Pound cake is one of those desserts that everyone has eaten at some point.  If you haven’t made one yourself someone in your family probably has.  No dessert table, picnic basket or bake sale is complete without some version of this baking basic.  The original recipe is British in origin and dates back to at least the early 18th century.  By the 19th century, pound cake recipes had appeared in American cookbooks.  The question is, with all the ingredients and techniques available to us now, how has the humble pound cake defended its place amongst the gastronomic giants of the pastry world?

Pound Cake with Blueberries and Lavender Syrup from Epicurious.com

Sorry, no original photos today.  Never got home to bake a cake especially for today.  But I have made the one pictured above and it is fantastic. Check out the recipe at Epicurious.com.

One might also wonder, what makes a pound cake a pound cake? It’s a piece of genius really.  The name is the recipe, as long as you can remember four ingredients that is.  A traditional pound cake is a pound each of flour, sugar, butter and eggs.  There are no artificial leaveners in the original.  All the lift comes from the air whipped into the eggs.  Of course, most modern recipes make use of baking powder to create a lighter cake.  That said, the heavier and denser original has its merits and in some applications is the better cake.  The other great thing about the basic recipe is that you can reduce or increase the recipe according to your needs without the typical disaster incurred by messing with the chemistry of other pastry recipes.  Just remember to maintain the 1:1:1:1 ratio.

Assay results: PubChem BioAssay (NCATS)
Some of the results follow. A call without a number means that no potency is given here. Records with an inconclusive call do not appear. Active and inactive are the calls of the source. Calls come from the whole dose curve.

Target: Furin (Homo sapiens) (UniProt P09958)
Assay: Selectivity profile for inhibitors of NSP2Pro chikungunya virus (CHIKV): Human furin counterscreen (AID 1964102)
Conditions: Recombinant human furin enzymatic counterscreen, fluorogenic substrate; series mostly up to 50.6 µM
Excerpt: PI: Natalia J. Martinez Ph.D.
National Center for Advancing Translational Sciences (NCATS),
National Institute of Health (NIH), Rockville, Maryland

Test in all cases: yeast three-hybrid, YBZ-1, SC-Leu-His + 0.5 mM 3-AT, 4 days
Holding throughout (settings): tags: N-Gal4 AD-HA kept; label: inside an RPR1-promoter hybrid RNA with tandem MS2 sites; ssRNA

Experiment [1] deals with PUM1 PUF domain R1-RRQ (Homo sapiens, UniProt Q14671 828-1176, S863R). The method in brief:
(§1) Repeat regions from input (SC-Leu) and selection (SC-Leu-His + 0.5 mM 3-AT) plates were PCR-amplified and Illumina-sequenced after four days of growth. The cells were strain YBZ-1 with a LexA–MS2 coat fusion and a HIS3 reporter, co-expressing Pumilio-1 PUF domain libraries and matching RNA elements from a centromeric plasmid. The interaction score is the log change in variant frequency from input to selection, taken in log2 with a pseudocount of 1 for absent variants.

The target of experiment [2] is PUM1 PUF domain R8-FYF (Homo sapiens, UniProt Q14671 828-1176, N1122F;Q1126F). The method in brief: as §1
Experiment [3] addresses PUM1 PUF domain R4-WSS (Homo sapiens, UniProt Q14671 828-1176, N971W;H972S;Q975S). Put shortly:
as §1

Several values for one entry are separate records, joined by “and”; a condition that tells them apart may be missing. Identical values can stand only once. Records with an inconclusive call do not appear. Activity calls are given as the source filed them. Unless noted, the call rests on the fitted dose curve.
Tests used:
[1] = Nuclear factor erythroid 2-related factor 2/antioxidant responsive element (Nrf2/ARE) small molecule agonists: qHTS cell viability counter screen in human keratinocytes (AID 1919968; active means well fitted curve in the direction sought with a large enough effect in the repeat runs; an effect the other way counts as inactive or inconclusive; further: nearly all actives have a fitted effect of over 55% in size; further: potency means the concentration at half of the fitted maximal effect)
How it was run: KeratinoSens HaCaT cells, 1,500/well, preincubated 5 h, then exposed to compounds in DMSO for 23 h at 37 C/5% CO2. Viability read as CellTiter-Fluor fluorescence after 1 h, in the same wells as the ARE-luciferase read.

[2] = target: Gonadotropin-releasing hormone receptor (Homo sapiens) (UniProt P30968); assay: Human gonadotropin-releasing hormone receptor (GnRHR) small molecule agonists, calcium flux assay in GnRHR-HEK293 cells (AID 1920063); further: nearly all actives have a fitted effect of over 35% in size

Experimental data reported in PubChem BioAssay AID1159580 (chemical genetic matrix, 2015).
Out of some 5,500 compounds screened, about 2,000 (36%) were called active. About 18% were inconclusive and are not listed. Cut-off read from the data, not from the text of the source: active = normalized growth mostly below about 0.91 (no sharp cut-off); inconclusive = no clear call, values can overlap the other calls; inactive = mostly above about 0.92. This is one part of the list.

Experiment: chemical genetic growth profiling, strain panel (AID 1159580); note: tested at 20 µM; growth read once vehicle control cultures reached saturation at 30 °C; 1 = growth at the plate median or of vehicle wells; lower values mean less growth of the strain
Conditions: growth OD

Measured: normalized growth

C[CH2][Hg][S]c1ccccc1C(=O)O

Here’s the basic recipe, the one I can give you since the copy right for a 300-year-old recipe has probably expired.  As for variations, I’m afraid, I have to send you to consult the cookbook library.

Pound Cake

  • 1 pound butter, softened
  • 1 pound sugar
  • 1 pound eggs (about 10 large)
  • 1 pound cake flour, sifted
  • 2 tsp vanilla
  • pinch of salt

With an electric mixer whip butter and sugar together until light in colour and very fluffy.  Add eggs one at a time, mixing thoroughly between additions.  Stir in vanilla and salt.  Turn mixer speed to low and add flour in three batches.  Pour into a greased and floured loaf pan and bake at 350 degrees for 1 hour or until a toothpick comes out clean.

Mixing the Batter

How easy is that?!  If you want to jazz things up a bit, add a couple teaspoons of lemon zest to the batter and drizzle a lemon glaze over the glazed cake.

The real beauty of pound cake, beyond how ridiculously easy it is to make (remember I am a confirmed non-baker) and how it lends itself to be the ingredient in other things.   A big slab of pound cake, toasted on the grill with a slice of grilled pineapple and a drizzle of caramel sauce is a fantastic “barbeque” dessert.  Cubes of pound cake are perfect for dipping in a chocolate fondue. For the fondue, I really do recommend the traditional recipe.  You’ll need a nice dense cake for dipping.  I like a heap of strawberries and nice dollop of sweetened whipped cream with mine, a sort of strawberry shortcake.

It’s easy to see why pound cake can still be found in modern cookery.  Pound cake is one of those simple, versatile and delicious creations that needs little embellishment but can take anything you throw at it.  All on it’s own or as a component of something much more grand pound cake deserves a place in your culinary repertoire.

Bon appétit,

Della

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